The Nightingale by Edmund Dulac

"Finally guilt drives you to the manuscript -- and that's when the real ritual begins. (I should go back to the first person, because in this respect everyone is different.) I have to start by reading. I read a lot of what I've already written, maybe two or three chapters, even though I already know it all by heart. I read the notes I made to myself the day before when I stopped writing -- those were the end-of-the-day ritual, to help with the starting of the next. During this process I've picked up one of the toys scattered around my study, and my fingers are half-consciously playing with it: a smooth sea-washed pebble from an island beach, a chunky ceramic owl from Sweden, a little stone wombat from Australia. I read the last chapter again. I wander to a bookshelf and read a page of something vaguely related to my fantasy: Eliot's Quartets, maybe, or de la Mare's notes to Come Hither. I have even been known to blow bubbles, from a little tube that sits on my desk, and to sit staring at the colors that swirl over their brief surfaces. This the moment someone else usually choses to come into the room, and I can become very irritable if they don't appreciate that they are observing a writer seriously at work.

The Fairy Tales of Hans Christian Andersen illustrated by Edmund Dulac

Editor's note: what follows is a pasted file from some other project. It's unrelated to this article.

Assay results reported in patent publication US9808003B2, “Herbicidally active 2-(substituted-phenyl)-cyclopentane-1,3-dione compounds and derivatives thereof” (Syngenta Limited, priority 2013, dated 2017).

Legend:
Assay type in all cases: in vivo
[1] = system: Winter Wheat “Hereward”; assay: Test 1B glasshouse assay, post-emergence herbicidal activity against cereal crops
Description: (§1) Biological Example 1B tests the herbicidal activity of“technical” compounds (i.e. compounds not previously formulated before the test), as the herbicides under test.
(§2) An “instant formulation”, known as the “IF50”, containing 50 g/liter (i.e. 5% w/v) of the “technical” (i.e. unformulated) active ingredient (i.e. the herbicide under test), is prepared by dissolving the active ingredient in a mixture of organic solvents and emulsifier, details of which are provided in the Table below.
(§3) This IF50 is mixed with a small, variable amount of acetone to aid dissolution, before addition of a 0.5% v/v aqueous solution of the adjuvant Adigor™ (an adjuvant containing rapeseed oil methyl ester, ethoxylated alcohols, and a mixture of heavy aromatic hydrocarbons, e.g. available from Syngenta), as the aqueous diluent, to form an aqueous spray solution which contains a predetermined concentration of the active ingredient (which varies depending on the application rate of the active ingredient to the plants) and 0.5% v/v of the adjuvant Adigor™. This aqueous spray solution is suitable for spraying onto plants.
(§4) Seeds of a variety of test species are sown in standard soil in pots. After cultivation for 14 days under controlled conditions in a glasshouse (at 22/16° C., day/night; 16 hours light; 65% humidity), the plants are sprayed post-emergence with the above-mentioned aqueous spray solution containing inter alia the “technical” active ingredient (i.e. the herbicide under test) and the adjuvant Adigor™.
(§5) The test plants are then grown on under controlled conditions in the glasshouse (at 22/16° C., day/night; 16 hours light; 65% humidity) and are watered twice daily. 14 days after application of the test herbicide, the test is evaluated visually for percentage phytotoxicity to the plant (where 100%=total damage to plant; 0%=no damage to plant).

"What I'm doing, of course, is taking myself out of the world I'm in, and trying to find my way back into the world apart. Once I've managed that, I am inside the book that I'm writing, and am seeing it, so vividly that I do not see what I am actually staring at: the wall, or the typewriter, or the tree outside the window. I suppose it is a variety of trance state, though that's a perilous word. It makes one think of poor Coleridge, An illustration from The Tempest by Edmund Dulacwaking from  an opium-induced sleep with two hundred glowing lines of Kubla Khan in his head, being interrupted by a person from Porlock when he'd written down only ten of them, and finding, when the person had gone, that he'd forgotten all the rest. Trance is fragile.

"The world of the imagination is not fragile, not once you've reached it, but because it is set apart, you can never be sure of reaching it. It seems very curious to be standing here in the university which tried to teach me reason, and confessing to uncertainty and superstition of a kind which would have appalled my tutor. Reason, however, is singularly unhelpful to a novelist except in a few specialized situations, like the matter of chosing a publisher, or arguing points of English grammar with a copy editor. The imagination is not reasonable -- or tangible, or visible, or obedient. It's an island out in the ocean, which often seems to retreat as you sail toward it. Sometimes it vanishes altogether, mirage-like, and nothing can be done to bring it back into reach. This produces a bad day during which you write nothing of value and have to wait until tomorrow and start again.

Prospero and Miranda by Edmund Dulac

"We cast spells to find our way into the unconscious mind, and the imagination that lives there, because we know it's the only way to get into a place where magic is made."

Cinderella by Edmund DulacThe art above is by the great Golden Age illustrator and designer Edmund Dulac (1882-1953). Born in Toulouse, France, he moved to London in 1904, and became a naturalized British citizen in 1912.